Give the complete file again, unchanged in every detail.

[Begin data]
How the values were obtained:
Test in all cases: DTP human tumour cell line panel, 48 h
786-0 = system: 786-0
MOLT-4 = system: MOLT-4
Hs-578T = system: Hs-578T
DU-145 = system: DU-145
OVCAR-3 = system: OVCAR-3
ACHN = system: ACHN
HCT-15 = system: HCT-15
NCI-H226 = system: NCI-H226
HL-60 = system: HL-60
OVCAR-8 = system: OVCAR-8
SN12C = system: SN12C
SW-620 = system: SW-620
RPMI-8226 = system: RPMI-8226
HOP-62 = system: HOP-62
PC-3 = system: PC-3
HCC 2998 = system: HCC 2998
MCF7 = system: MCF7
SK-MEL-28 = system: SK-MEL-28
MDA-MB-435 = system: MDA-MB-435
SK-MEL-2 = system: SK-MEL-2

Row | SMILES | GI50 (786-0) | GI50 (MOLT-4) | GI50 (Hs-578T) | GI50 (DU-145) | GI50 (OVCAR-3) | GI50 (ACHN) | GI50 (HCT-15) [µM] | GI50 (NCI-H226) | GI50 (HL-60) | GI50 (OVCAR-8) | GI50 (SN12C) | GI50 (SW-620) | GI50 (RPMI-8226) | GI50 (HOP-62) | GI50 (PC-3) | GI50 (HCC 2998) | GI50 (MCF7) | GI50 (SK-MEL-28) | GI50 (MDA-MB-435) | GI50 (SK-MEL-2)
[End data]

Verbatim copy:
How the values were obtained:
Test in all cases: DTP human tumour cell line panel, 48 h
786-0 = system: 786-0
MOLT-4 = system: MOLT-4
Hs-578T = system: Hs-578T
DU-145 = system: DU-145
OVCAR-3 = system: OVCAR-3
ACHN = system: ACHN
HCT-15 = system: HCT-15
NCI-H226 = system: NCI-H226
HL-60 = system: HL-60
OVCAR-8 = system: OVCAR-8
SN12C = system: SN12C
SW-620 = system: SW-620
RPMI-8226 = system: RPMI-8226
HOP-62 = system: HOP-62
PC-3 = system: PC-3
HCC 2998 = system: HCC 2998
MCF7 = system: MCF7
SK-MEL-28 = system: SK-MEL-28
MDA-MB-435 = system: MDA-MB-435
SK-MEL-2 = system: SK-MEL-2

Row | SMILES | GI50 (786-0) | GI50 (MOLT-4) | GI50 (Hs-578T) | GI50 (DU-145) | GI50 (OVCAR-3) | GI50 (ACHN) | GI50 (HCT-15) [µM] | GI50 (NCI-H226) | GI50 (HL-60) | GI50 (OVCAR-8) | GI50 (SN12C) | GI50 (SW-620) | GI50 (RPMI-8226) | GI50 (HOP-62) | GI50 (PC-3) | GI50 (HCC 2998) | GI50 (MCF7) | GI50 (SK-MEL-28) | GI50 (MDA-MB-435) | GI50 (SK-MEL-2)